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Invitation opportunity to respond accordingly

JAY SAMPSON

We do not use an altar call model simply because we believe that the process can unintentionally communicate that response to the preached Word of God is for those who are unconverted or unconnected (church membership) only.

It is our belief and practice that all people—those yet to respond to the Gospel of the glory of Christ as well as those who have—must respond to the grace of God. In the lives of those who have been converted, there are many ways in which the truth of the Gospel has yet to penetrate deeply. Marital difficulties, anger, lust, envy, bitterness, love of money—all manner of struggles find their common ground in a refusal to believe the Gospel in the depths of our lives.

That said, the model that we use differs little from an altar call model. We do give an invitation. It is an invitation to all present to respond to the Word of God that has been preached. Some need to respond to the Gospel for the first time—proclaiming Jesus Christ as the Son of God, confessing their sin, repenting and receiving the grace of God in Christ. Others who have already publicly professed faith in Christ need to be called back, to remember. They need to be reminded of the grace of God given to them in Christ. They need to confess sin, repent and praise God for the grace shown to them.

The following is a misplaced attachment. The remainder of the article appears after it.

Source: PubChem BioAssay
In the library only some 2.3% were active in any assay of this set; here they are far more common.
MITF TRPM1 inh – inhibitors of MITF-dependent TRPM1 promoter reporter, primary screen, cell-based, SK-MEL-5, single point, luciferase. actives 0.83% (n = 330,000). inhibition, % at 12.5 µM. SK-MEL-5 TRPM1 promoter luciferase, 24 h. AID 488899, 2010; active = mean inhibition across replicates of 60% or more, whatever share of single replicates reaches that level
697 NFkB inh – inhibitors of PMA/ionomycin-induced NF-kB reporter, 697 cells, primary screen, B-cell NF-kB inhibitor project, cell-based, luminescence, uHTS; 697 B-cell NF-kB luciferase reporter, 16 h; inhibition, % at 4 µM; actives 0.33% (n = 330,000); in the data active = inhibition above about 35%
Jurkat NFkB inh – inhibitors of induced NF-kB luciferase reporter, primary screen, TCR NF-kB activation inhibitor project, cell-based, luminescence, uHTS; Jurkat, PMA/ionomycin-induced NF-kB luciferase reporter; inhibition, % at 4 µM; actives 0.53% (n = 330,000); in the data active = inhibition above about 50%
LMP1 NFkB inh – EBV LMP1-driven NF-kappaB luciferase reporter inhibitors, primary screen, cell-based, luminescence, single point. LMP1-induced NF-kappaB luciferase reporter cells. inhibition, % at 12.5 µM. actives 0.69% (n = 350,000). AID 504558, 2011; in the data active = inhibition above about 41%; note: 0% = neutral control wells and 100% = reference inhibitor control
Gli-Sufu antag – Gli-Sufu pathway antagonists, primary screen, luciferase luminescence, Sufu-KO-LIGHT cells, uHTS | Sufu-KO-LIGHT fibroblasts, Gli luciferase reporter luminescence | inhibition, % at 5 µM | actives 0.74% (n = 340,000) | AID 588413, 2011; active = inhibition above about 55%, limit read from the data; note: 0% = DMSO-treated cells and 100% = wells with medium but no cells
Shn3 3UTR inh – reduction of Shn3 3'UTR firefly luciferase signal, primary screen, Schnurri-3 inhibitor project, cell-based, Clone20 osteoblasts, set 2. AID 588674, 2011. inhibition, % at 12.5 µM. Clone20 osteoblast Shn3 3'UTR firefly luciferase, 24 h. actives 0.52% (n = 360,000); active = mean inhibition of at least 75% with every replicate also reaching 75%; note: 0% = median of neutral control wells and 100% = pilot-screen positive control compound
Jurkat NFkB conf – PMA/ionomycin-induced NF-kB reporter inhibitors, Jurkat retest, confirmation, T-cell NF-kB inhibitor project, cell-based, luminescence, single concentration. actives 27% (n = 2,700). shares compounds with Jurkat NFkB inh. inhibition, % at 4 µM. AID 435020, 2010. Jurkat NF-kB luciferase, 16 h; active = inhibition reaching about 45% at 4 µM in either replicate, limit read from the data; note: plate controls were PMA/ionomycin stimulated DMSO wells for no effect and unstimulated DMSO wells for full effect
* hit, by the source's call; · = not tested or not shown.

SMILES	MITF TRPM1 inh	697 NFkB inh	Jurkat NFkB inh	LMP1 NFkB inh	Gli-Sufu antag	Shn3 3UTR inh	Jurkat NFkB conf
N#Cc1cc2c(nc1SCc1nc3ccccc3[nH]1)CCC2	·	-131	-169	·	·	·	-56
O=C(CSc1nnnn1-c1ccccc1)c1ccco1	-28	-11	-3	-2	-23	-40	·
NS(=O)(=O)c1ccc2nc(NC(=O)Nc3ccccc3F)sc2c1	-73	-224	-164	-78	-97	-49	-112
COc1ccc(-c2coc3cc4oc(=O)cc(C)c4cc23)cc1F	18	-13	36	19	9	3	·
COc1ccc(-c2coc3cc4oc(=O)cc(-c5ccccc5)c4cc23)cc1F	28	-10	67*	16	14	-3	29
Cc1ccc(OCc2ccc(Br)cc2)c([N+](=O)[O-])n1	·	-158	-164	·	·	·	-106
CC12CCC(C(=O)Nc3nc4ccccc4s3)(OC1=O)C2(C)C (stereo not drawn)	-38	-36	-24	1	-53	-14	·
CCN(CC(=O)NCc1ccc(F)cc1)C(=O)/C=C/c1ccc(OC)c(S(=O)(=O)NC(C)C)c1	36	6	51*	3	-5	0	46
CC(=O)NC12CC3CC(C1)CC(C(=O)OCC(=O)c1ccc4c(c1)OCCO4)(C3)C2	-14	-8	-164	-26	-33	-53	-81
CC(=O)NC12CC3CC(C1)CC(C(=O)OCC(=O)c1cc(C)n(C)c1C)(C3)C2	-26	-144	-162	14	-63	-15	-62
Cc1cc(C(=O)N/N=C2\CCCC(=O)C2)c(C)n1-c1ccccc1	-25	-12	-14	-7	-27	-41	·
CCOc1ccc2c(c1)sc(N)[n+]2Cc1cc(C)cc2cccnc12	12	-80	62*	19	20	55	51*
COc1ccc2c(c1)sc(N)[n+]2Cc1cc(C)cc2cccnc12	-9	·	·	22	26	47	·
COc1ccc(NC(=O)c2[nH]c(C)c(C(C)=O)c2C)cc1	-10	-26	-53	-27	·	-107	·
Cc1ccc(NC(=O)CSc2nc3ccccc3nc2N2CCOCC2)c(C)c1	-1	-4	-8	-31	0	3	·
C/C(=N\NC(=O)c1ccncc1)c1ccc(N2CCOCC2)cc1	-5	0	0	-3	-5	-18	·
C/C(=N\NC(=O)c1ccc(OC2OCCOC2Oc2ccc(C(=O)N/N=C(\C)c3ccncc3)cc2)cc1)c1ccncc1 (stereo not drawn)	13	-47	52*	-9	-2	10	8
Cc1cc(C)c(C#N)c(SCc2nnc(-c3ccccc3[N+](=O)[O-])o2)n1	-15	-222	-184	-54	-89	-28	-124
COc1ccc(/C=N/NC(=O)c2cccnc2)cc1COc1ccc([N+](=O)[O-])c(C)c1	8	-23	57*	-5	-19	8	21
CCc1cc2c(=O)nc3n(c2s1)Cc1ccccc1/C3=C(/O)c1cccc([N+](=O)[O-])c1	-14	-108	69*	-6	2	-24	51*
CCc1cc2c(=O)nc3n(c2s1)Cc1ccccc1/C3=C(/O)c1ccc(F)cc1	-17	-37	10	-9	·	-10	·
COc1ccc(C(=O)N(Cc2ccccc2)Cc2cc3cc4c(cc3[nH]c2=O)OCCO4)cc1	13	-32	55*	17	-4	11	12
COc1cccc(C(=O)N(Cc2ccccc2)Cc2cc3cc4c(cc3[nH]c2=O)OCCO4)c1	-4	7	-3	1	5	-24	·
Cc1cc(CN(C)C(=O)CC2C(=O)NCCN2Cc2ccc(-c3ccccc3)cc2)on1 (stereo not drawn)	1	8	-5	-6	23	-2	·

Still others may need to utilize this time of invitation to respond in praise and adoration to the God Who has shown them such grace. Whether in prayer, reading of Scripture, singing or even in talking about the greatness of God with those around them in the service—people must respond to God. Though we may not call people to the front, it is always communicated that the elders are available if people want to discuss what God is doing in their life or have questions about the Word that has been shared. Just as often, they are encouraged to talk to trusted friends who are followers of Christ—usually the ones who brought them to church in the first place.

Certainly, there is more than one “system” for effectively and consistently calling people to respond to the preached Word. We believe and have seen that placing the invitation and NEED to respond before everyone present that the “end-of-service” moment is consistent with both Scripture as well as with the sanctifying process in the lives of believers. There are more than a few ways to respond to the Gospel, and our approach to the invitation is an opportunity for them to respond accordingly.

Jay Sampson is pastor of Shawnee, Heritage.

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